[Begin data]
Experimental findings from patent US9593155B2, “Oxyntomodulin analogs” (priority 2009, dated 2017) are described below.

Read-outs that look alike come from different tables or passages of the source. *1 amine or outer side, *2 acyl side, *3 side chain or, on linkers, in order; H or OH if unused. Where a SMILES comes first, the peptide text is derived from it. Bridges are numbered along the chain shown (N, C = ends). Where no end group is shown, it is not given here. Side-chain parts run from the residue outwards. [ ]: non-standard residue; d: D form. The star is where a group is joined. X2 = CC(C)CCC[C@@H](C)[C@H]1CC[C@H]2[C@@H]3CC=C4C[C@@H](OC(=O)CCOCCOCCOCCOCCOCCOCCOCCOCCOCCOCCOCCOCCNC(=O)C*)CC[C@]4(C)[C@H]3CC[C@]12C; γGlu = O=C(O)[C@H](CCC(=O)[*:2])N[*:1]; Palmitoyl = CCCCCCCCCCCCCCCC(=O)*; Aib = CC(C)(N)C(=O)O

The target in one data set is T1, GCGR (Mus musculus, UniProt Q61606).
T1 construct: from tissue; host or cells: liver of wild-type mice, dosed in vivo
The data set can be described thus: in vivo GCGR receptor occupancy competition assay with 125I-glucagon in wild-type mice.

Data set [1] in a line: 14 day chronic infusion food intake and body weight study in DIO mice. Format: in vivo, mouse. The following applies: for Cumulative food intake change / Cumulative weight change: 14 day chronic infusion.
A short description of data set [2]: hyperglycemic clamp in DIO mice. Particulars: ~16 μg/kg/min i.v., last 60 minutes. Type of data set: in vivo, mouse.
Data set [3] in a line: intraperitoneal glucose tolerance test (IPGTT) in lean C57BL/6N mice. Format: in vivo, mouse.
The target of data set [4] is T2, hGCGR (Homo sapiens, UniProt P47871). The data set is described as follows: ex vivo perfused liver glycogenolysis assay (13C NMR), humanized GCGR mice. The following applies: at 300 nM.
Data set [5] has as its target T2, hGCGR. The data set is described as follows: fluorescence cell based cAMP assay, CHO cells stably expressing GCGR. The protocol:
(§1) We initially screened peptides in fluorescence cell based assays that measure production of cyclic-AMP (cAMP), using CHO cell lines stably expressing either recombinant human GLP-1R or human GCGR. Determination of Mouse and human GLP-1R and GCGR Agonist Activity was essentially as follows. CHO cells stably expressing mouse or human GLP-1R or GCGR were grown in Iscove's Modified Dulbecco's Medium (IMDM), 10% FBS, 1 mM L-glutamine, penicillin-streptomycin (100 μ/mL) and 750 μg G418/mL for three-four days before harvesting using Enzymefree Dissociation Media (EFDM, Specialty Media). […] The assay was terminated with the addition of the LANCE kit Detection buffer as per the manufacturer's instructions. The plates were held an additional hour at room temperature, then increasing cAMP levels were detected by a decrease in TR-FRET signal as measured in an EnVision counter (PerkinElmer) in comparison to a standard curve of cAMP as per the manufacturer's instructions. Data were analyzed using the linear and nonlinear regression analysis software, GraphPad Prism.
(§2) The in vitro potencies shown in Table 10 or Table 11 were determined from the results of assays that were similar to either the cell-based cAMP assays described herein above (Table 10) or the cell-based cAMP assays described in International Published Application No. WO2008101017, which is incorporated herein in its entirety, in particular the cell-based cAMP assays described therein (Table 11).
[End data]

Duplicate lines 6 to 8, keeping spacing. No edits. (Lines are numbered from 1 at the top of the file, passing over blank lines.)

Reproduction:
Data set [1] in a line: 14 day chronic infusion food intake and body weight study in DIO mice. Format: in vivo, mouse. The following applies: for Cumulative food intake change / Cumulative weight change: 14 day chronic infusion.
A short description of data set [2]: hyperglycemic clamp in DIO mice. Particulars: ~16 μg/kg/min i.v., last 60 minutes. Type of data set: in vivo, mouse.
Data set [3] in a line: intraperitoneal glucose tolerance test (IPGTT) in lean C57BL/6N mice. Format: in vivo, mouse.